Conan O'Brien is moving to TBS this November to launch a show at 11.

The tall red-headed lad announced it himself, via (what else?) a tweet:

"The good news: I will be doing a show on TBS starting in November! The bad news: I'll be playing Rudy on the all new Cosby Show."

Quickly, George Lopez is not out. He's just moving to midnight.

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A surprise: Well I should think so. Fox discussions were moving along briskly, and trade reports from last night suggested that even if a deal was not imminent, all parties were working towards a May announcement, in time for the upfronts.

There were warning signs too: Conan was concerned, for example, that affiliates were not going to offer 100 percent clearance (many don't want a late night show, and have not wanted a late night show ever since the abrupt decline and fall of Chevy.)

Moreover, Fox was trying to figure out if this venture was even going to make money - a n extraordinary concern given that just about everything in late night makes money. 

For TBS, of course, this is a coup. For Conan, probably the same - although it will never look quite so grand on his resume when you get to the 2010 line and it notes that "Conan O'Brien leaves the 'Tonight Show' for TBS.'"

Ba dum.

But swallow your pride and prejudice (as Co clearly has) and you quickly realize that TBS is a big, serious and almost-important  network, and Co will get his cherished clearance, no ifs, or ands or buts.

But...(there is a but here) he will also be playing to a much much smaller house and the greatest concern for him must therefor be: Promotion.
 

Yes, promotion. It's always overlooked in these sorts of deals, but it's hugely important and the reason a move to Fox would have represented a victory-apres-defeat. Fox has "American Idol" and that means a super-charged promotion machine that would direct millions of viewers to its late night franchise. Yes, it also has "House"...and "Glee"...and "Bones"...and on and on and on. 

TBS has some hits too. None of 'em quite in this league, you may accurately observe.

 The release:

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Comedy icon Conan O’Brien is joining TBS to host a late-night

talk show that is expected to debut in November.  The Emmy®-

winning comedian’s new program will be followed by Lopez

Tonight, which will shift to a midnight time slot.

O’Brien began talks in earnest with TBS just last week, after

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George Lopez personally called him to ask that he consider

joining the network’s late-night line-up.  “I can’t think of

anything better than doing my show with Conan as my lead-in,”

Lopez said.  “It’s the beginning of a new era in late-night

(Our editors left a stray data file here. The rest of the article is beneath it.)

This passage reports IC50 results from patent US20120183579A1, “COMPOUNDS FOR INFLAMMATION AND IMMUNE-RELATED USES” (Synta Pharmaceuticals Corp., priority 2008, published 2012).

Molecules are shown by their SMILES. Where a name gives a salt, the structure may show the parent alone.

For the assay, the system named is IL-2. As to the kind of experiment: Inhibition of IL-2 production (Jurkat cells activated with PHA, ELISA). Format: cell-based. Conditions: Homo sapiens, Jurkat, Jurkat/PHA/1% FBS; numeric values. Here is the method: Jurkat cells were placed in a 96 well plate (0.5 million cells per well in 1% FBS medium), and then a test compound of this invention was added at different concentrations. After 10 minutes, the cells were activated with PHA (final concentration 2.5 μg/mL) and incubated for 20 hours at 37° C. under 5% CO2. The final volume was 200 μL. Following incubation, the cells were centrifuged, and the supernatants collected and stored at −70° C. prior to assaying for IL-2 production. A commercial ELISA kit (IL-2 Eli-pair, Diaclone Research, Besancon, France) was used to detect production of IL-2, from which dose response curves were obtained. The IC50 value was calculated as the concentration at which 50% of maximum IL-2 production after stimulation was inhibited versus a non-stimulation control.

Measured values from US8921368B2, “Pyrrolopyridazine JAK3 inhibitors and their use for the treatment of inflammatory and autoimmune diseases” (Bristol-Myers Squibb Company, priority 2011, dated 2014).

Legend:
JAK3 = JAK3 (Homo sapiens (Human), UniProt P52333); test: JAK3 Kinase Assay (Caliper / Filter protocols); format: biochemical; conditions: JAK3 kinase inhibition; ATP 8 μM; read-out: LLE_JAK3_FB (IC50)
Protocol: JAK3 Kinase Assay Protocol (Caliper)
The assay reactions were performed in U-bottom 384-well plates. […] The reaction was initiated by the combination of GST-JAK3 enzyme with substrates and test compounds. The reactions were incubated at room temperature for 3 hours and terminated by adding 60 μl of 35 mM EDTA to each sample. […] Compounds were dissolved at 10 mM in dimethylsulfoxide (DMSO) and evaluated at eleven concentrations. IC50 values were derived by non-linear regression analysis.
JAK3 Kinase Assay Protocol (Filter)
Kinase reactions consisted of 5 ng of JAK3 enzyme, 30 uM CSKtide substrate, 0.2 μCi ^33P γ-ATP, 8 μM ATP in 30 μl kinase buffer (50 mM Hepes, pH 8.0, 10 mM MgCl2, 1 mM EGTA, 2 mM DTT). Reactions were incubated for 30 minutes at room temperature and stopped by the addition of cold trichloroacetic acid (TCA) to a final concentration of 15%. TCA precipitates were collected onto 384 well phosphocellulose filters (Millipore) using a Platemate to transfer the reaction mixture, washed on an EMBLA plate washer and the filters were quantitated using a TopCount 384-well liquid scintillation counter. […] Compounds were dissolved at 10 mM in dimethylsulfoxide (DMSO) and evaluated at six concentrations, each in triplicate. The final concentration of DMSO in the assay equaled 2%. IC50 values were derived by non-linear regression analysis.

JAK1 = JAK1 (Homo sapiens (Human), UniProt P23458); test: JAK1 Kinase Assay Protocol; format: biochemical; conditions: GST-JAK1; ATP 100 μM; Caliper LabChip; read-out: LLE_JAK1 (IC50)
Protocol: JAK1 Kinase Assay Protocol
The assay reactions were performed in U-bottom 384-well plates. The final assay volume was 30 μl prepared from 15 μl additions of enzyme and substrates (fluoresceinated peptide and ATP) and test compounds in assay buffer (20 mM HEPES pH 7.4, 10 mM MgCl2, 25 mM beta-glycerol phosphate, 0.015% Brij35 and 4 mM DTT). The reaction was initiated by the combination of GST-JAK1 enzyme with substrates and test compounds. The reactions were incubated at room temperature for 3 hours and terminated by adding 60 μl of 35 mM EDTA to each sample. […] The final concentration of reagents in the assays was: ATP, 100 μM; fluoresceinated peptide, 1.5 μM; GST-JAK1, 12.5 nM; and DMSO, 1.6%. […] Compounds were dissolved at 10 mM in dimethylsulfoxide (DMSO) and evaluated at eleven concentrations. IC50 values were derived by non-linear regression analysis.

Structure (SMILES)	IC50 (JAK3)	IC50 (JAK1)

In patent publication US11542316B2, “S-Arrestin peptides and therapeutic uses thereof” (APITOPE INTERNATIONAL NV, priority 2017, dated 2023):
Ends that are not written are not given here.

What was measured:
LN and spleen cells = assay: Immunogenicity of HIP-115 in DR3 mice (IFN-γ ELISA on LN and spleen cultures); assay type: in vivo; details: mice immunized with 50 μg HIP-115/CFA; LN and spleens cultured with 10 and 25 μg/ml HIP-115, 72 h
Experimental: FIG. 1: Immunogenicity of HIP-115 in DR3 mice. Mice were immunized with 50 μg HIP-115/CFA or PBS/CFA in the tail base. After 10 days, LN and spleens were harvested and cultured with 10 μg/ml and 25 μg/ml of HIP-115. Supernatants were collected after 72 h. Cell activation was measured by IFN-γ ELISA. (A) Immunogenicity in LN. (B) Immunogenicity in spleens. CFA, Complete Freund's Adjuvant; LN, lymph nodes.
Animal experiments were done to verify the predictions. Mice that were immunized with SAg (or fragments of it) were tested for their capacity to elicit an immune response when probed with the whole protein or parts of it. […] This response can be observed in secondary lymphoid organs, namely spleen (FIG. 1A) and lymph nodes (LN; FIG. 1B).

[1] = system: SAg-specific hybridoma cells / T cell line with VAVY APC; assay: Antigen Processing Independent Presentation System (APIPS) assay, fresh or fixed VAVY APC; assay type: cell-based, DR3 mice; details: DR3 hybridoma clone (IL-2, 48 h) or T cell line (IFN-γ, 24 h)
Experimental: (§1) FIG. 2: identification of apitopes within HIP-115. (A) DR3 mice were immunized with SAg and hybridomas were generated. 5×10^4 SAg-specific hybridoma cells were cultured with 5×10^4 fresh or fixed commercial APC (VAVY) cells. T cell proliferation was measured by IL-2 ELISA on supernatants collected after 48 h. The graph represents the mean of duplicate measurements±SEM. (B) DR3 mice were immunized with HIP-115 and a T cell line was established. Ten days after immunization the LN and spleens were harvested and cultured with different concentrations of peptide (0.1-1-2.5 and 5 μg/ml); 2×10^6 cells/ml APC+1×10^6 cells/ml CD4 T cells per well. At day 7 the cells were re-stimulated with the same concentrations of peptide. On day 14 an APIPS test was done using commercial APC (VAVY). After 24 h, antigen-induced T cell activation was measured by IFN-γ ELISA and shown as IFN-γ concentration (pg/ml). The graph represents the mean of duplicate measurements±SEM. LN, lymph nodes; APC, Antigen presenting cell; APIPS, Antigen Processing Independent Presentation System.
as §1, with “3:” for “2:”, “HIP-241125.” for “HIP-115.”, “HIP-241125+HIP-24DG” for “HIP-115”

comedy.”

Said O’Brien: “In three months I’ve gone from network

television to Twitter to performing live in theaters, and now

I’m headed to basic cable.  My plan is working perfectly.”

O’Brien and Lopez will give TBS a dynamic lineup in late-night

television.  TBS – which has built a programming slate that

appeals to a young, diverse audience – expects O’Brien to be a

long-term addition to the network’s late-night landscape.  O’

Brien will host his hour-long, yet-to-be-titled show Mondays

through Thursdays at 11 p.m. (ET/PT).

“Conan has been the comedic voice for a generation.  TBS

already has a huge audience of young comedy lovers, and Conan’s

show will give these fans even more reasons to watch our

network,” said Steve Koonin, president of Turner Entertainment

Networks.

With the addition of O’Brien’s show, TBS will establish two

hours of late-night talk.  Lopez Tonight, while just a few

months old, has already become a destination show for a diverse

audience.  The Lopez Tonight audience is young as well, with a

median age of just 34.

“For decades, late-night TV has been dominated by broadcast

television,” Koonin said.  “Now, with a young audience and a

growing late-night lineup, TBS is set to be the choice of

comedy fans for years to come.”

O’Brien is well-known from his many years in comedy.  He grew

up in a large, Irish Catholic family in a suburb of Boston. 

His love of comedy began at an early age and carried on when he

entered Harvard University, where he earned a degree in

history.  During his years at Harvard, he also wrote for the

legendary Harvard Lampoon publication, eventually serving as

its president.

After leaving Harvard, O’Brien went to Los Angeles, where he

found several writing jobs for television, including HBO’s Not

Necessarily the News.  After returning to the East Coast, O’

Brien joined the writing team at Saturday Night Live, earning

his first Emmy in 1989.  He was writing for the hit show The

Simpsons when Lorne Michaels approached him about a new late-

night series for NBC.  In 1993, Late Night with Conan O’Brien

launched.  The show ran for 16 years, ending when O’Brien

briefly took over The Tonight Show.

O’Brien is currently touring the United States and Canada with

his live show, Legally Prohibited from Being Funny on

Television Tour. 

TBS, a division of Turner Broadcasting System, Inc., is

television’s top-rated comedy network.  It serves as home to

such original comedy series as My Boys, Tyler Perry’s House of

Payne and Meet the Browns, as well as the upcoming Neighbors

from Hell and Are We There Yet?; the hit late-night series

Lopez Tonight, starring George Lopez; hot contemporary comedies

like The Office and Family Guy; and specials like Funniest

Commercials of the Year; blockbuster movies; and hosted movie

showcases.  TBS also presents major live events, including

star-studded comedy festivals in Chicago and Las Vegas.

Turner Broadcasting System, Inc., a Time Warner company,

creates and programs branded news, entertainment, animation and

young adult media environments on television and other

platforms for consumers around the world.